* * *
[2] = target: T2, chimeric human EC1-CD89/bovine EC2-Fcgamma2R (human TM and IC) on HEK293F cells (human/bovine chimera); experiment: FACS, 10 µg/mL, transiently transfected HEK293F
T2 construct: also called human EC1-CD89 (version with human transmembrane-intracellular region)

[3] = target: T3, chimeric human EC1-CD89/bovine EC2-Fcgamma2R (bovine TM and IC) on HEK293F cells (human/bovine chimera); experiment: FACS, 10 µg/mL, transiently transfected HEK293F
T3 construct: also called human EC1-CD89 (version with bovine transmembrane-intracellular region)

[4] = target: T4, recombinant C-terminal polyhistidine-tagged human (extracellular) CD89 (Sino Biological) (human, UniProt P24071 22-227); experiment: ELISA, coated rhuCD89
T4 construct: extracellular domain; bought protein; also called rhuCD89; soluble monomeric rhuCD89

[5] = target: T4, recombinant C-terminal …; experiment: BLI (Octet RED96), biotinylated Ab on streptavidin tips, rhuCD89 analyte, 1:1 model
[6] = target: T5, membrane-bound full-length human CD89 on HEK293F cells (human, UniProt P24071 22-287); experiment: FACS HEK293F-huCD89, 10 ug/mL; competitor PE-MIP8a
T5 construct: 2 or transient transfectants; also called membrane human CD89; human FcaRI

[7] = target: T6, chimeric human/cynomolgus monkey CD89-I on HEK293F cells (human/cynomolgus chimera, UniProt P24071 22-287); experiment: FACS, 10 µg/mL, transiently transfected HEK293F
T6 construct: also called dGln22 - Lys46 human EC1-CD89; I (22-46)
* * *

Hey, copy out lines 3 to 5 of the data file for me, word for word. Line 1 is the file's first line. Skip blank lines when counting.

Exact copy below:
[3] = target: T3, chimeric human EC1-CD89/bovine EC2-Fcgamma2R (bovine TM and IC) on HEK293F cells (human/bovine chimera); experiment: FACS, 10 µg/mL, transiently transfected HEK293F
T3 construct: also called human EC1-CD89 (version with bovine transmembrane-intracellular region)

[4] = target: T4, recombinant C-terminal polyhistidine-tagged human (extracellular) CD89 (Sino Biological) (human, UniProt P24071 22-227); experiment: ELISA, coated rhuCD89